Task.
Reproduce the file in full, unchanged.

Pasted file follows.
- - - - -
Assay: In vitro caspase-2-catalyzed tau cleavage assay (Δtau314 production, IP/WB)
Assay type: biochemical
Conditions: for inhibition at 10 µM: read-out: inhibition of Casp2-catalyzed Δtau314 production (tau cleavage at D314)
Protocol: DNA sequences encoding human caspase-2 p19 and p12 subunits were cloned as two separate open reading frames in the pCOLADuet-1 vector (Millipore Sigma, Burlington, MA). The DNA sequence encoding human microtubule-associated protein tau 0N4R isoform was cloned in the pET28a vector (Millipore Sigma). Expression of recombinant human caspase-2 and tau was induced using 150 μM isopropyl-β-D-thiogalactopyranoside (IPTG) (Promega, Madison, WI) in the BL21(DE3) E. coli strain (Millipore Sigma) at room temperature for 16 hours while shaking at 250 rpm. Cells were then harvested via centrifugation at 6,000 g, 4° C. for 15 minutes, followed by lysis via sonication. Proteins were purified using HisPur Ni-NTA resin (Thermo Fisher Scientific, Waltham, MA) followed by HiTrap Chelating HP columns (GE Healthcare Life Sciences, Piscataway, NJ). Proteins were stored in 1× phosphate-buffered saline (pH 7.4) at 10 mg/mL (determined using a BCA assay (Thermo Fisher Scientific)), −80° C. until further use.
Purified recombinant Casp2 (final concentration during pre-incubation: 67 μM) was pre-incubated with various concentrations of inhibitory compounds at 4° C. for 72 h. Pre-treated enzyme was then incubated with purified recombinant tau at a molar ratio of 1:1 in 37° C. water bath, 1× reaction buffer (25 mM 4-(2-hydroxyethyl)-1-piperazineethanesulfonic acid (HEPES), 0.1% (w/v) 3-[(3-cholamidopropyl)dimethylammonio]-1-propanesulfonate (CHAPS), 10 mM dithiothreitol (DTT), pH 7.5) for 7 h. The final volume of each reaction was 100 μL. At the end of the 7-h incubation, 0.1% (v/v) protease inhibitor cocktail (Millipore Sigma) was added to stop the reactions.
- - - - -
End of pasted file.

Assay: In vitro caspase-2-catalyzed tau cleavage assay (Δtau314 production, IP/WB)
Assay type: biochemical
Conditions: for inhibition at 10 µM: read-out: inhibition of Casp2-catalyzed Δtau314 production (tau cleavage at D314)
Protocol: DNA sequences encoding human caspase-2 p19 and p12 subunits were cloned as two separate open reading frames in the pCOLADuet-1 vector (Millipore Sigma, Burlington, MA). The DNA sequence encoding human microtubule-associated protein tau 0N4R isoform was cloned in the pET28a vector (Millipore Sigma). Expression of recombinant human caspase-2 and tau was induced using 150 μM isopropyl-β-D-thiogalactopyranoside (IPTG) (Promega, Madison, WI) in the BL21(DE3) E. coli strain (Millipore Sigma) at room temperature for 16 hours while shaking at 250 rpm. Cells were then harvested via centrifugation at 6,000 g, 4° C. for 15 minutes, followed by lysis via sonication. Proteins were purified using HisPur Ni-NTA resin (Thermo Fisher Scientific, Waltham, MA) followed by HiTrap Chelating HP columns (GE Healthcare Life Sciences, Piscataway, NJ). Proteins were stored in 1× phosphate-buffered saline (pH 7.4) at 10 mg/mL (determined using a BCA assay (Thermo Fisher Scientific)), −80° C. until further use.
Purified recombinant Casp2 (final concentration during pre-incubation: 67 μM) was pre-incubated with various concentrations of inhibitory compounds at 4° C. for 72 h. Pre-treated enzyme was then incubated with purified recombinant tau at a molar ratio of 1:1 in 37° C. water bath, 1× reaction buffer (25 mM 4-(2-hydroxyethyl)-1-piperazineethanesulfonic acid (HEPES), 0.1% (w/v) 3-[(3-cholamidopropyl)dimethylammonio]-1-propanesulfonate (CHAPS), 10 mM dithiothreitol (DTT), pH 7.5) for 7 h. The final volume of each reaction was 100 μL. At the end of the 7-h incubation, 0.1% (v/v) protease inhibitor cocktail (Millipore Sigma) was added to stop the reactions.